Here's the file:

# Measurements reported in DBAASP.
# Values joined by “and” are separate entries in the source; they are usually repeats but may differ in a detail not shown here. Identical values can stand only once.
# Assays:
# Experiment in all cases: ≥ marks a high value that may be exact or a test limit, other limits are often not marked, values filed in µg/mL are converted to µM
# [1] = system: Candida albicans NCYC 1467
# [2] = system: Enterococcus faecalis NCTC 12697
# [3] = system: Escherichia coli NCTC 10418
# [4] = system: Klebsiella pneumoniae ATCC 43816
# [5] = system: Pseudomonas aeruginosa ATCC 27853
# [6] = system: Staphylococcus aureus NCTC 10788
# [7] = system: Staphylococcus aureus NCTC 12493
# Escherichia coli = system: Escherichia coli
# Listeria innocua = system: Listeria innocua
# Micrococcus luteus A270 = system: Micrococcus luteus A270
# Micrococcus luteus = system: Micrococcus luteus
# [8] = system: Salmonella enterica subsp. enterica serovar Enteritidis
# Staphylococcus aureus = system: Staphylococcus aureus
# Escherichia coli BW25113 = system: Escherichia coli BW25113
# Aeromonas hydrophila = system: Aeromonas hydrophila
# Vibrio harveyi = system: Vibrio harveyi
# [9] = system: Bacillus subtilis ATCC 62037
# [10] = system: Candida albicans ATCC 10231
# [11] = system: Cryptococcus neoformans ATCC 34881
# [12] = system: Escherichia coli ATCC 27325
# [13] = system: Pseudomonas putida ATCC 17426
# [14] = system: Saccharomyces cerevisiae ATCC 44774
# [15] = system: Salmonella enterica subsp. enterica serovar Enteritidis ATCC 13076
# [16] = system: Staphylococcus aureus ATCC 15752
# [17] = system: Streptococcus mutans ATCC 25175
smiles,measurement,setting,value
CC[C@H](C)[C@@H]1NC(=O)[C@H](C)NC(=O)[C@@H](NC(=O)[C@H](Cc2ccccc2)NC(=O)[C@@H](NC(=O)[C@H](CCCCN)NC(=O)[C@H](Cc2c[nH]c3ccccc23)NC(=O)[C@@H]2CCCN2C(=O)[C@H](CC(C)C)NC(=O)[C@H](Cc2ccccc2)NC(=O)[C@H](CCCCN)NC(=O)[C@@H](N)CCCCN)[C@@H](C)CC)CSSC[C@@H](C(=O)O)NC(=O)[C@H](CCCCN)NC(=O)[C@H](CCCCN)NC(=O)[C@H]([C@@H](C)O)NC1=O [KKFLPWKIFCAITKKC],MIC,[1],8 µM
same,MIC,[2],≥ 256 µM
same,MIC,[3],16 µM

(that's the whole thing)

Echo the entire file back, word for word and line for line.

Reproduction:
# Measurements reported in DBAASP.
# Values joined by “and” are separate entries in the source; they are usually repeats but may differ in a detail not shown here. Identical values can stand only once.
# Assays:
# Experiment in all cases: ≥ marks a high value that may be exact or a test limit, other limits are often not marked, values filed in µg/mL are converted to µM
# [1] = system: Candida albicans NCYC 1467
# [2] = system: Enterococcus faecalis NCTC 12697
# [3] = system: Escherichia coli NCTC 10418
# [4] = system: Klebsiella pneumoniae ATCC 43816
# [5] = system: Pseudomonas aeruginosa ATCC 27853
# [6] = system: Staphylococcus aureus NCTC 10788
# [7] = system: Staphylococcus aureus NCTC 12493
# Escherichia coli = system: Escherichia coli
# Listeria innocua = system: Listeria innocua
# Micrococcus luteus A270 = system: Micrococcus luteus A270
# Micrococcus luteus = system: Micrococcus luteus
# [8] = system: Salmonella enterica subsp. enterica serovar Enteritidis
# Staphylococcus aureus = system: Staphylococcus aureus
# Escherichia coli BW25113 = system: Escherichia coli BW25113
# Aeromonas hydrophila = system: Aeromonas hydrophila
# Vibrio harveyi = system: Vibrio harveyi
# [9] = system: Bacillus subtilis ATCC 62037
# [10] = system: Candida albicans ATCC 10231
# [11] = system: Cryptococcus neoformans ATCC 34881
# [12] = system: Escherichia coli ATCC 27325
# [13] = system: Pseudomonas putida ATCC 17426
# [14] = system: Saccharomyces cerevisiae ATCC 44774
# [15] = system: Salmonella enterica subsp. enterica serovar Enteritidis ATCC 13076
# [16] = system: Staphylococcus aureus ATCC 15752
# [17] = system: Streptococcus mutans ATCC 25175
smiles,measurement,setting,value
CC[C@H](C)[C@@H]1NC(=O)[C@H](C)NC(=O)[C@@H](NC(=O)[C@H](Cc2ccccc2)NC(=O)[C@@H](NC(=O)[C@H](CCCCN)NC(=O)[C@H](Cc2c[nH]c3ccccc23)NC(=O)[C@@H]2CCCN2C(=O)[C@H](CC(C)C)NC(=O)[C@H](Cc2ccccc2)NC(=O)[C@H](CCCCN)NC(=O)[C@@H](N)CCCCN)[C@@H](C)CC)CSSC[C@@H](C(=O)O)NC(=O)[C@H](CCCCN)NC(=O)[C@H](CCCCN)NC(=O)[C@H]([C@@H](C)O)NC1=O [KKFLPWKIFCAITKKC],MIC,[1],8 µM
same,MIC,[2],≥ 256 µM
same,MIC,[3],16 µM